Playwright Fin Kennedy says for the arts sector to survive and thrive, it is time to leave it less up to fate, or accidents of birth, to determine where future generations of theatre leaders will come from
Producers are unsung heroes on every production. They are all-rounders who have to understand every aspect of the theatremaking process, with a wide-ranging set of contacts. An experienced producer is a powerful force who can move mountains behind the scenes. But there is no producing school and hardly any producing courses, so this skill set and work is almost entirely hidden. I challenge anyone not already experienced in the industry to name a single successful theatre producer, far less what a producer does in any detail. How can anyone learn, let alone access it for real themselves, when the craft and its practitioners are so hidden?
Five years ago, when I started as artistic director of Tamasha, a company with a remit to find, nurture and produce new theatremakers of colour, the company had a nascent emerging producers offer. We had funding at the time to offer bursaries for six-month placements to work with us and lead on certain strands.
But there was a problem. Even within this paid and accessible model, we just weren’t getting many applications for these opportunities. The few that we did get were from confident, middle-class, university educated and usually white 20-somethings. Their backgrounds didn’t really speak to the aims of the initiative, and they would probably have found a way to become producers anyway, without our support. If it was this difficult for a company like ours, how hard must other companies find it to source and nurture new theatre producers from diverse backgrounds?
Why does this matter? Quite simply, because if we are serious as a sector about diversifying what ends up on the nation’s stages, we have to put our efforts into two main areas: playwrights and producers. Playwrights, because they decide whose lives are worth putting on stage in the first place. And producers are the ones who champion their work and pull the strings to make it happen.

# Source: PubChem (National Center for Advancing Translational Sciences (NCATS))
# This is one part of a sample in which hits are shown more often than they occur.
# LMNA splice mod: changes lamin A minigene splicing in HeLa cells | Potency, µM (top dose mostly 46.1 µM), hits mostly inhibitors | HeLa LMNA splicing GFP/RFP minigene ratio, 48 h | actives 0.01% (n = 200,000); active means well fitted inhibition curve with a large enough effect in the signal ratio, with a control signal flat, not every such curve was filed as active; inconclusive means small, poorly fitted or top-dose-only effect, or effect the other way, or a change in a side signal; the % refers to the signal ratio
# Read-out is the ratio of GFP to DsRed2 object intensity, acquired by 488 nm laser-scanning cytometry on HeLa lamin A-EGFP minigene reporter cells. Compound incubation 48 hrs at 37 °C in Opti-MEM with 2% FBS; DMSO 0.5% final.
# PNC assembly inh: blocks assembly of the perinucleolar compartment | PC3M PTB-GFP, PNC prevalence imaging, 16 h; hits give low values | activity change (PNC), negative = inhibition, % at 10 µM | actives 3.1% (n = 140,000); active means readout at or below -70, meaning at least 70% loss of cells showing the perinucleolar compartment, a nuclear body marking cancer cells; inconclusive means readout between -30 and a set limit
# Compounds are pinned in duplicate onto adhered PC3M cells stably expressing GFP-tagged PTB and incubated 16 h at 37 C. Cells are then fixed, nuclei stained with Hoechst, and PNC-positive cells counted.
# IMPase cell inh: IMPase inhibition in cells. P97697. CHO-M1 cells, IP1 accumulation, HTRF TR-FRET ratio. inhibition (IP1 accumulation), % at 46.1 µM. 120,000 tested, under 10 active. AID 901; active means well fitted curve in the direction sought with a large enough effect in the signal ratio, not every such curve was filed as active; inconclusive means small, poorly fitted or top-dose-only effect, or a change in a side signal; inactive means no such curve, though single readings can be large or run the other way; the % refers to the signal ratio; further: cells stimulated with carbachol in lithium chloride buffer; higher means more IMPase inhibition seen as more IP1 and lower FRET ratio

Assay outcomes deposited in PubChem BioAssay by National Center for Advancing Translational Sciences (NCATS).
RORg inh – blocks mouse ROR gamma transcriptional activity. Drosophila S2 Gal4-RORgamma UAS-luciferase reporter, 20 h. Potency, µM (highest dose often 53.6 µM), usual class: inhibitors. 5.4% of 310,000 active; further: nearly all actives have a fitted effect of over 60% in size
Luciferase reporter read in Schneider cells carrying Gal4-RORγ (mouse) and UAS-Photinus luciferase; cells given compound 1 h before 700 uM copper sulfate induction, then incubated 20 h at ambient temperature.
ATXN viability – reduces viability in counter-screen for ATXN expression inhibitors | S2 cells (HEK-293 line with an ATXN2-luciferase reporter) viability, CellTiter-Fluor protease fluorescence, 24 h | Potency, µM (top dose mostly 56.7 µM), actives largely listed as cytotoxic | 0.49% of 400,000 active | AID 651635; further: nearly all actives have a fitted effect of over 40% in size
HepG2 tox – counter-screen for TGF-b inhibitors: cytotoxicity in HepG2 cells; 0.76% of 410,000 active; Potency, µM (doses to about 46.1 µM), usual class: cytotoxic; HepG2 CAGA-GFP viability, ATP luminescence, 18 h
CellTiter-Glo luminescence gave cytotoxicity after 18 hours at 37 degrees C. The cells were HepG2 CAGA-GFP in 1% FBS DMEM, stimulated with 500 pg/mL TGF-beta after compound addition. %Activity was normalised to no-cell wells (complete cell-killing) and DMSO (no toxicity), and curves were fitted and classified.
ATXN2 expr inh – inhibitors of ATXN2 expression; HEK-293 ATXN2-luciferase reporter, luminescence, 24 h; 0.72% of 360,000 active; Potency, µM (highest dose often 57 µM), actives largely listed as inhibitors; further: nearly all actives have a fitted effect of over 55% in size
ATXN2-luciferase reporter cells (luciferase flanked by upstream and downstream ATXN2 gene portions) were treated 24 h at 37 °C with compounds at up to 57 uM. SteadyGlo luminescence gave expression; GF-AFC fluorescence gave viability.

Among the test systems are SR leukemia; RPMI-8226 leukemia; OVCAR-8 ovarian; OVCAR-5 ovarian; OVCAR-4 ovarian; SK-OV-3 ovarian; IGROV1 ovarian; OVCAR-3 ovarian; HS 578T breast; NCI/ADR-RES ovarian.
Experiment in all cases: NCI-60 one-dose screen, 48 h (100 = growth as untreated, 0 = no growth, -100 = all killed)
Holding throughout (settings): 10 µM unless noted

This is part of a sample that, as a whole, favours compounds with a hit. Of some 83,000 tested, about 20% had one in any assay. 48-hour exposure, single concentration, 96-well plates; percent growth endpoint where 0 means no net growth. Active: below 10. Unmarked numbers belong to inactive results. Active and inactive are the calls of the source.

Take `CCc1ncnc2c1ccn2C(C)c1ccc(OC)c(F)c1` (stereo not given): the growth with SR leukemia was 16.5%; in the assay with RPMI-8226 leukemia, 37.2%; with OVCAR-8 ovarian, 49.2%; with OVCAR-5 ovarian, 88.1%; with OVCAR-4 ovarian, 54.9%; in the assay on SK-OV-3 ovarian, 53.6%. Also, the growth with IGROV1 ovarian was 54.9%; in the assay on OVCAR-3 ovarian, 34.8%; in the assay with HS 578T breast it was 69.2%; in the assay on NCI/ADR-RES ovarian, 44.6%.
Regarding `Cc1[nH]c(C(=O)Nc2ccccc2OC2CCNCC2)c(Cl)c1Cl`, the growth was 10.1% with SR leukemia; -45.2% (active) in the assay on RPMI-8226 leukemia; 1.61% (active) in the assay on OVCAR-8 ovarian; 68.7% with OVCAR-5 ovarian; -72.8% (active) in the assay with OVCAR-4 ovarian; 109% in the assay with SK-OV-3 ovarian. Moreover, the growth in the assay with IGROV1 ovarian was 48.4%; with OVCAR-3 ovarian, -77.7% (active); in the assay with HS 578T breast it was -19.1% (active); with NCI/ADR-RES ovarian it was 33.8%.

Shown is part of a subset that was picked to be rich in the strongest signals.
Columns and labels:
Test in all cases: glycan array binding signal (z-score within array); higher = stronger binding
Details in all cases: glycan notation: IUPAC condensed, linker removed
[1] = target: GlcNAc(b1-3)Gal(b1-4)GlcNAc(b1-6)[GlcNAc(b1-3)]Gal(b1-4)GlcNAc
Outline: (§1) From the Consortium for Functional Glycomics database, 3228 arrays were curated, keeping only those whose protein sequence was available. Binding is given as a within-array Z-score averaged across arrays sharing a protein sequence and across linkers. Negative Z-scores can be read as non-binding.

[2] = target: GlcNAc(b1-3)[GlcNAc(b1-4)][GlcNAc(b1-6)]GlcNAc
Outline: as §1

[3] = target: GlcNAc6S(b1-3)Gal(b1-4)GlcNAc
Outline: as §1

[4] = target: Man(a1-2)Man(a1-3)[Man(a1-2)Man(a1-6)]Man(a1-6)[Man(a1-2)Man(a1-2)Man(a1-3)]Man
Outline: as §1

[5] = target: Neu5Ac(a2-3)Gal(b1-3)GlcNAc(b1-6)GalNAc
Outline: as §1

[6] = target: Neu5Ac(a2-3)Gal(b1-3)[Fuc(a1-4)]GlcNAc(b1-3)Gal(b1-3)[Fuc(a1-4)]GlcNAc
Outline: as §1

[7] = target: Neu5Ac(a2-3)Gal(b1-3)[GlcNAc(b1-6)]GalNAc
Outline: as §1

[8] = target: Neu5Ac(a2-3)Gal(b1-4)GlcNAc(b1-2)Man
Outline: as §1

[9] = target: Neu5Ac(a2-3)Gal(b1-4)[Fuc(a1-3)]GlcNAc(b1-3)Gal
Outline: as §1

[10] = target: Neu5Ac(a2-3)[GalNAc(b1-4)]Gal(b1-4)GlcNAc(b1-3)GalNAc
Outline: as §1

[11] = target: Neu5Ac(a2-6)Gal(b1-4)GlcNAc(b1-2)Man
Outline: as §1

I learned how to produce on school productions at the Edinburgh Fringe. It’s an excellent place to learn, but it’s also brutal – capitalism red in tooth and claw. Unless you can afford to raise (and almost certainly lose) tens of thousands of pounds, you simply can’t afford to go. Most are there either via a university drama society, or courtesy of the ‘bank of mum and dad’. The costs and risks naturally impose a filter – and it shows. This free-market model means that the Edinburgh Fringe is still not very diverse in its offerings at all.
Narrowness in the pool of staff backgrounds and life experience tends to filter through to the stage. If we’re to survive and thrive as a sector we need to meet the increasing audience demand for new work that truly reflects the thrilling diversity of 21st-century Britain. We need to cater for a new generation, one used to being globally connected, and for whom wholly white, middle-class worlds are a quaint anachronism.
There really isn’t any set career path as a way into producing. There are a few university courses at undergraduate and postgraduate level. But these are all full-time degrees with a price tag to match, and all require related professional qualifications.
The National Theatre’s Step Change programme is an excellent alternative. It involves 12 days of training and a 40-day placement at a venue. But even this requires three years of professional experience ‘preferably within the arts’ and as such tends to appeal to mid-career performers or administrators seeking a career change.